Inheritance construction & destruction order

A Child class derived from a Parent can be thought of as consisting of two parts: a Parent from which it inherits the Parent's members and its own Child part which has its own members.

 

The inherited Parent of a Child class is constructed before the Child.

 

Thus multiple inherited classes have the most senior class constructed before its child classes are constructed and so on down the chain of inheritance.

 

Similarly, a class's destructors destroy each part of a Child's derived classes, starting from the Child's own top level before destroying its inherited parts.

 

For example, a Child that is derived from a Parent that is derived from a Grand-Parent, will firstly have the Grand-Parent constructed, then the Parent before finally constructing the Child. Destruction starts with the Child, then the Parent and finally the Grand-Parent:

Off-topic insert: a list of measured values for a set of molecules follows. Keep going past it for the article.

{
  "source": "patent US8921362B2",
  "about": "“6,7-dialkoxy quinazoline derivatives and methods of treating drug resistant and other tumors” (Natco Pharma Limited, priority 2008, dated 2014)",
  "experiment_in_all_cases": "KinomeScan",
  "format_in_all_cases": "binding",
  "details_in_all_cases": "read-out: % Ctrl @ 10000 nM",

#include<iostream>
#include <string>
using namespace std ;

class First{
	public :
	First(){
		cout << "Constructing 1" << endl ;
	}
	~First(){
		cout << "Destroying 1" << endl << endl ;
	}
};

class Second : public First {
	public :
	Second(){
		cout << "Constructing 2" << endl ;
	}
	~Second(){
		cout << "Destroying 2" << endl ;
	}
};

class Third : public Second {
	public :
	Third(){
		cout << "Constructing 3" << endl << endl ;
	}
	~Third(){
		cout << "Destroying 3" << endl ;
	}
};

int main(){

	cout << "Instantiating one:" << endl ;
	First one ;

	cout << endl << "Instantiating two:" << endl ;
	Second two ;

	cout << endl << "Instantiating three" << endl ;
	Third three ;

	return 0 ;
}

Compile & Run:

Instantiating one:
Constructing 1 

 

Instantiating two:
Constructing 1
Constructing 2

 

Instantiating three
Constructing 1
Constructing 2
Constructing 3

 

Destroying 3
Destroying 2
Destroying 1

 

Destroying 2
Destroying 1

 

Destroying 1

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